Every one of these conflicts threw off Free Companies of mercenaries, organized for brigandage under a professional captain, which became an evil of the period as malignant as the plague. In the money economy of the fourteenth century, armed forces were no longer feudal levies serving under a vassal’s obligation who went home after forty days, but were recruited bodies who served for pay. Since this was at great cost to the sovereign, he cut off the payroll as soon as he safely could during halts of truce or negotiation. Thrown on their own resources and having acquired a taste for plunder, the men-at-arms banded together in the Free Companies, whose savage success swelled their ranks with landless knights and squires and roving adventurers.

The companies contracted their services to whatever ruler was in need of troops, and between contracts held up towns for huge ransom, ravaged the countryside, and burned, pillaged, raped, and slaughtered their way back and forth across Europe. No one was safe, no town or village knew when it might be attacked. The leaders, prototypes of the condottieri in Italy, became powers and made fortunes and even became respectable like Sir John Hawkwood, commander of the famous White Company. Smaller bands, called in France the tards-venus (latecomers), scavenged like jackals, living off the land, plundering, killing, carrying off women, torturing peasants for their small horde of grain or townsmen for their hidden goods, and burning, always burning. They set fire to whatever they left behind, farmhouses, vineyards, abbeys, in a kind of madness to destroy the very sources off which they lived, or would live tomorrow. Destruction and cruelty became self-engendering, not merely for loot but almost one might say for sport. The phenomenon is not peculiar to any one time or people, as we know from the experience of our own century, but in the fourteenth century it seems to have reached a degree and extent beyond explanation.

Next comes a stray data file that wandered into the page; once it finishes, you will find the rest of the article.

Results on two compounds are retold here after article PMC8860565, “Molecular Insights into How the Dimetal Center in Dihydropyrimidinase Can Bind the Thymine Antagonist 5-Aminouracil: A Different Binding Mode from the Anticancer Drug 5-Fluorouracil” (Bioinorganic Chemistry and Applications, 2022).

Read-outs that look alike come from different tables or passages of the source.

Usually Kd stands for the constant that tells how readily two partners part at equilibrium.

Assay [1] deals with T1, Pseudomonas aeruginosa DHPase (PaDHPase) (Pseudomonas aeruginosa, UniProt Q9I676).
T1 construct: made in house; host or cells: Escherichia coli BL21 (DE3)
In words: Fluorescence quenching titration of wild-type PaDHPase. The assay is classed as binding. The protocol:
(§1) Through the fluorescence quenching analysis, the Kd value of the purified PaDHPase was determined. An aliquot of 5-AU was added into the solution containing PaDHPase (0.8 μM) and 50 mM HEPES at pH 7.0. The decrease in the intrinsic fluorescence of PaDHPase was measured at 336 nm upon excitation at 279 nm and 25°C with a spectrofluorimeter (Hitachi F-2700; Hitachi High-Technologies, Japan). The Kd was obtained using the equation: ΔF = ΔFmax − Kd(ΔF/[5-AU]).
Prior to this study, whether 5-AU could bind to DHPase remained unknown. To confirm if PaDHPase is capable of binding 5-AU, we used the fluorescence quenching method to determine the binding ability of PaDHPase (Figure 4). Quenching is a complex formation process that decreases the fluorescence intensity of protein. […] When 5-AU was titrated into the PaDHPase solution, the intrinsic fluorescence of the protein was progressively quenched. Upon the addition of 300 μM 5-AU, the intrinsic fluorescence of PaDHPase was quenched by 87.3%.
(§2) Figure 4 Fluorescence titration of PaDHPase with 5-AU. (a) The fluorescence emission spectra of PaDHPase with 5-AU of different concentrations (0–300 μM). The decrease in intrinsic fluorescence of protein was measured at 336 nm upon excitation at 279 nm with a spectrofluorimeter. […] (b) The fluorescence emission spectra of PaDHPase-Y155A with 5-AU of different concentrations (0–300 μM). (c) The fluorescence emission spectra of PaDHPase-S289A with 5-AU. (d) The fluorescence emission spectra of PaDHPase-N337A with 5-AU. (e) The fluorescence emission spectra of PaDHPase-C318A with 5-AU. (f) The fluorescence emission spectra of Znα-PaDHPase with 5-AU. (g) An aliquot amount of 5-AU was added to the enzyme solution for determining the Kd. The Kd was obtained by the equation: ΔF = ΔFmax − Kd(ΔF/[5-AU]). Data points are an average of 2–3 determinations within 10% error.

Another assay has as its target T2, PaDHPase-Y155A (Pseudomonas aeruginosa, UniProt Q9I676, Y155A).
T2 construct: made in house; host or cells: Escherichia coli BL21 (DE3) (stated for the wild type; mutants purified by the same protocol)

It must be added that in practice and often personnel the Free Companies were hardly distinguishable from the troops of organized official wars. About 80 percent of the activity of a declared war consisted of raids of plunder and burning through enemy territory. That paragon of chivalry, the Black Prince, could well have earned his name from the blackened ruins he left across France. His baggage train and men-at-arms were often so heavily laden with loot that they moved as slowly as a woman’s litter.